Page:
A couple of weeks ago a Buyer-client, Jimmy, who had closed his deal last year called me. There was a major customer who was terminating. When he asked the customer, the customer said, yea, I never told Bob-the-Seller I was going to terminate. Jimmy said, Eli, what do I do? I immediately remembered his deal and said, you’re in luck.

If you follow my M&A Mondays, you will know Buyer’s recourse is generally limited to (a) willful or unwilful misrepresentation in the purchase agreement reps and warranties (Seller’s list of promises), (b) fraud, or (c) breach of covenant (What is my recourse is something goes wrong?: https://twitter.com/Eli_Albrecht/status/1663537389824876545).

Thus, if there is a loss after closing, we have to furiously flip through those reps and warranties to claim seller misrepresented something. Then, we have to decide whether we have caps and baskets (Caps and Baskets: https://twitter.com/Eli_Albrecht/status/1734314621102669994), and how we will get the money (e.g., escrow, decreasing promissory note, direct from Seller).

For Jimmy, if the key customer had told the Seller they were planning to terminate, Seller misrepresented the rep that says, “To Seller’s knowledge, no Material Customer has any intent to terminate, decrease purchasing volume or otherwise alter the relationship with the Business after Closing.” Easy indemnification. However, he didn’t, so usually, unless Jimmy can claim fraud, Jimmy would be stuck with this loss since it is not a breach of rep, fraud, or covenant.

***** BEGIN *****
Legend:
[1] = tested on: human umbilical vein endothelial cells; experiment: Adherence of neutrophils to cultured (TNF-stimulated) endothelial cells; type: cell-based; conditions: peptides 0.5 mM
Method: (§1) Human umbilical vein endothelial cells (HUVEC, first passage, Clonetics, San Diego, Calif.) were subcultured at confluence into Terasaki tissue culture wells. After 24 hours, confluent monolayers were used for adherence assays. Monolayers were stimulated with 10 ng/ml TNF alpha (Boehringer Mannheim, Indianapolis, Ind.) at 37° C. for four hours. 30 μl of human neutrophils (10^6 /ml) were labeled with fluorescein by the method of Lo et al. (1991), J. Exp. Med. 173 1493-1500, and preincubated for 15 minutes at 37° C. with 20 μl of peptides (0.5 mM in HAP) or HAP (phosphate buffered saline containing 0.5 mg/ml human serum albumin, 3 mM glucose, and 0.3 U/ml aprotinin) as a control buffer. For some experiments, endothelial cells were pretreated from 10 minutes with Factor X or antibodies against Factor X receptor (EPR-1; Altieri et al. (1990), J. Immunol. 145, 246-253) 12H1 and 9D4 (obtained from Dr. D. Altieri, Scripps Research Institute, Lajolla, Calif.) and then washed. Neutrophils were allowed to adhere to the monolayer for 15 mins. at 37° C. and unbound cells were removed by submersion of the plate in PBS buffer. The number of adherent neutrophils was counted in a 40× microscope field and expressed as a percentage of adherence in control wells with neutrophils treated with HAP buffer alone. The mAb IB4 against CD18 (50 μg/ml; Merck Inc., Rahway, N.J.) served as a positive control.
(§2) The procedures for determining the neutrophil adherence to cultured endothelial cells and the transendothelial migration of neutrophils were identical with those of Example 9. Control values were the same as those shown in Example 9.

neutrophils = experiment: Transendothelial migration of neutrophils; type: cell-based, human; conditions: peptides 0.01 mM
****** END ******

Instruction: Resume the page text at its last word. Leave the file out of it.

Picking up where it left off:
However, in this deal, we had negotiated for something very unusual. There was a high customer concentration and Buyer was nervous about customers terminating their contracts at-will, so we negotiated for a Specific Representation that said (in short), Seller will indemnify Buyer for any loss related to the termination of a key customer contract. Seller was sure the customers would not terminate during the life of their contracts and agreed to stand behind that. Jimmy was able to recoup the loss from the customer termination.

A Specific Indemnity is a fourth category of protection for the buyer. It protects the Buyer from specific things. These are usually issues uncovered during diligence that we want to shift the risk to the Seller.

The most aggressive Specific Indemnity is one that says, Seller will indemnify for losses arising out of activities prior to closing. This is a broad protection for Buyer and you won’t believe how often I get this in agreements (note: be willing to give a specific indemnity for issues arising after closing).

Buyer should explain to Seller that while Buyer is responsible for running the business after closing, the Seller must stand behind the business for issues that occurred prior to closing.

This is very beneficial to a Buyer, but it can also be helpful to a Seller.

Last year, I represented a Seller. The PE buyer was getting very nervous and flustered over a certain tax strategy Seller had used. PE buyer and their army of tax lawyers got so worried they were contemplating walking away. Seller knew this tax strategy was defensible and even had an opinion letter to support them. I suggested offering them a specific indemnity saying, if the PE buyer takes any loss as a result of this tax issue, we will cover it. Issue resolved. We eventually closed that deal.

The Specific Indemnity is another tool in the toolbox of the sophisticated M&A Buyer. In most cases, you never have to pull it out, but when you have to you will be very happy it was in there.